Cosmic Wars is a movie series created by Randall Curtis. A popular feature of the films is their crazy costumes. There has been seven films so far.
Randall Curtis said that he stole the plots of first movies from samurai movies.
Jeffery Albertson is a fan of the series and watches the films several times a day (even The Gathering Shadow, which he made clear he totally hated).
In Co-Dependent's Day, Cosmic Wars: The Gathering Shadow was released and met with very negative reviews, which caused the popularity of Cosmic Wars to vastly decrease. After Bart and Lisa saw it, they thought that the Cosmic Wars films had lost their way and went to see creator Randall Curtis who eventually accepted the low standard of The Gathering Shadow and chose to use the same inspiration that made the earlier Cosmic Wars films great, for future films.
At some point the Cosmic Wars films returned to their former glory and regained their popularity.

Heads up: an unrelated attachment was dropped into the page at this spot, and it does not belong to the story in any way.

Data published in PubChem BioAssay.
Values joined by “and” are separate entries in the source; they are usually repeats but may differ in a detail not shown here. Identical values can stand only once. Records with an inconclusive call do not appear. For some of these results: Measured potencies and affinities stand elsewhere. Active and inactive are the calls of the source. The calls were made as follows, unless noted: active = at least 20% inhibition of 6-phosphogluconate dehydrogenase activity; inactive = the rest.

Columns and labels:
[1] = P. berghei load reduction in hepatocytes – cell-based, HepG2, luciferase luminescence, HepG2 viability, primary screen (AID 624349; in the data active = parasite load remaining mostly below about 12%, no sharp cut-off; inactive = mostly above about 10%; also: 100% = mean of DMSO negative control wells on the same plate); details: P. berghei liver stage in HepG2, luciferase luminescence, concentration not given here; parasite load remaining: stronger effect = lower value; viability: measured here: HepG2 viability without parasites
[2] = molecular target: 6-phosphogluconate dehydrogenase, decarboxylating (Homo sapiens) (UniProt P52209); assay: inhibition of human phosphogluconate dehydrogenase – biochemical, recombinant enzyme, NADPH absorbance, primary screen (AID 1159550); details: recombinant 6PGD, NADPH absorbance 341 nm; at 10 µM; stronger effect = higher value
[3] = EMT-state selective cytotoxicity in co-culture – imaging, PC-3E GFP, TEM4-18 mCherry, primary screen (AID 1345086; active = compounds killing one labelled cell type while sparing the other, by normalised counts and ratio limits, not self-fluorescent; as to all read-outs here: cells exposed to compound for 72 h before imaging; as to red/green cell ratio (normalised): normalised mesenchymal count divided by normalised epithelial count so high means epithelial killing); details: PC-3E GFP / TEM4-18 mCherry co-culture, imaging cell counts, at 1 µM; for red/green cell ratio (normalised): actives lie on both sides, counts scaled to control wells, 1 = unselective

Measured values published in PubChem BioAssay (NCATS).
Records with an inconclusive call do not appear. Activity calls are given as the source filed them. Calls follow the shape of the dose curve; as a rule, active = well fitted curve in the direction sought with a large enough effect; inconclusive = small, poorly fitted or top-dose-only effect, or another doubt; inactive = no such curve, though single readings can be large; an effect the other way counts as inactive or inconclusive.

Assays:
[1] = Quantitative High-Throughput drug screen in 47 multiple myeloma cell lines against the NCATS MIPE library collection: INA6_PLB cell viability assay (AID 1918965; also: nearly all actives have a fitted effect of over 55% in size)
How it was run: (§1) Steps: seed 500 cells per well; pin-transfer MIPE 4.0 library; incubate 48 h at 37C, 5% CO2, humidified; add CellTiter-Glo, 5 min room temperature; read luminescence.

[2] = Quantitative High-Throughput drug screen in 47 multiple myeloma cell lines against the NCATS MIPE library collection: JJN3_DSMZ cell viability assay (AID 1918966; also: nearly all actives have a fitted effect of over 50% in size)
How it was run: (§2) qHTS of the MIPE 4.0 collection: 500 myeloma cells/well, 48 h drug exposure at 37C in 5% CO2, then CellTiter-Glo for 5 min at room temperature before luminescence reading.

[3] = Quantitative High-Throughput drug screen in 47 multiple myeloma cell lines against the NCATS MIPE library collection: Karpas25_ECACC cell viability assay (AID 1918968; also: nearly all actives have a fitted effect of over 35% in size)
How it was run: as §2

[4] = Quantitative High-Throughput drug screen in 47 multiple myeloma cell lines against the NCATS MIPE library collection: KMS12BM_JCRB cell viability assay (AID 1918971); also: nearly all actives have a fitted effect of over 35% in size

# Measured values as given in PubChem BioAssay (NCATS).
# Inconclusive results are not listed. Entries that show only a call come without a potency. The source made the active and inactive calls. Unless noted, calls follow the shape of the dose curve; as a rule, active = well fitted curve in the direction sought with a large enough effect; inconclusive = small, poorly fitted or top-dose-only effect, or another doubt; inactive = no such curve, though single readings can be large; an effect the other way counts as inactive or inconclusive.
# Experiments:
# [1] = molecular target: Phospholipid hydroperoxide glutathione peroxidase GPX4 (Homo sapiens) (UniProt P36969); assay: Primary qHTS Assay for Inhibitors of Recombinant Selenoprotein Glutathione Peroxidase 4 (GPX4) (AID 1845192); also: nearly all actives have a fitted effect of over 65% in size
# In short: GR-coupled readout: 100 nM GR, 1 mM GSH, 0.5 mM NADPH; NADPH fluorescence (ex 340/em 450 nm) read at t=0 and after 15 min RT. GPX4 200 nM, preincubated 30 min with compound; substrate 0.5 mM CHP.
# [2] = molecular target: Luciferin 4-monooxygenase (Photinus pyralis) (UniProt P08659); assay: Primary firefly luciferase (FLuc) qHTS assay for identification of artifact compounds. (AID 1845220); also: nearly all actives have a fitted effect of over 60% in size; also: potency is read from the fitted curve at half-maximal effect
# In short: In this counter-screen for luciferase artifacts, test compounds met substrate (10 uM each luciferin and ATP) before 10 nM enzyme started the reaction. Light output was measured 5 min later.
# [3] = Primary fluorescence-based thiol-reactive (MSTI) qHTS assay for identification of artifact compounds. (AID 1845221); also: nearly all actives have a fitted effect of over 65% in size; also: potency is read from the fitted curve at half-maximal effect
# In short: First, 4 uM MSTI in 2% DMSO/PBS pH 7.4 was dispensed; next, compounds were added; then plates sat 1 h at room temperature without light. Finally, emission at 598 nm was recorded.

In Steal This Episode Homer pirated the recently released Cosmic Wars Episode VII: A New Take, which revealed that due to a space-time rift the events of Episodes I, II and III never happened. The audience cheered at this revelation.
- Cosmic Wars Episode IV
- Cosmic Wars Episode V
- Cosmic Wars Episode VI
- Cosmic Wars: The Gathering Shadow (2004)
- Cosmic Wars Episode VII: A New Take (2014)
As A New Take is the seventh film there must be two others that are yet to be seen or mentioned.
There were originally Episodes I, II, and III, although these ended up removed from continuity, with it being explained in-universe that a space-time rift did away with them. Based on the audience's reaction to this revelation as well as Sideshow Mel declaring his childhood "unruined", the films were very poorly received.
Behind the Laughter
Cosmic Wars is a parody of Star Wars and characters like Jar Jar Binks . Oddly enough, it was established in previous episodes that "Star Wars" does exist in the Simpsons world. This inconsistency (of the parody existing alongside the object parodied) was never explained.
The revelation in "A New Take" that a time rift ensured that Episodes I-III never happened was a reference to both the criticisms of the Prequel Trilogy of Star Wars, and also a reference to the continuity reboot in the 2009 Star Trek movie.